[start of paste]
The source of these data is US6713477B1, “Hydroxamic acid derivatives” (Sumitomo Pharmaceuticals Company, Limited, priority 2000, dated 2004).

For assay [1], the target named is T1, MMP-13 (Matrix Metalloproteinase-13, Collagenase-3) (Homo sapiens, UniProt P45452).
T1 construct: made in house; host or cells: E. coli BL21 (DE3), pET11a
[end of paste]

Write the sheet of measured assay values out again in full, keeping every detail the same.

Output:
The source of these data is US6713477B1, “Hydroxamic acid derivatives” (Sumitomo Pharmaceuticals Company, Limited, priority 2000, dated 2004).

For assay [1], the target named is T1, MMP-13 (Matrix Metalloproteinase-13, Collagenase-3) (Homo sapiens, UniProt P45452).
T1 construct: made in house; host or cells: E. coli BL21 (DE3), pET11a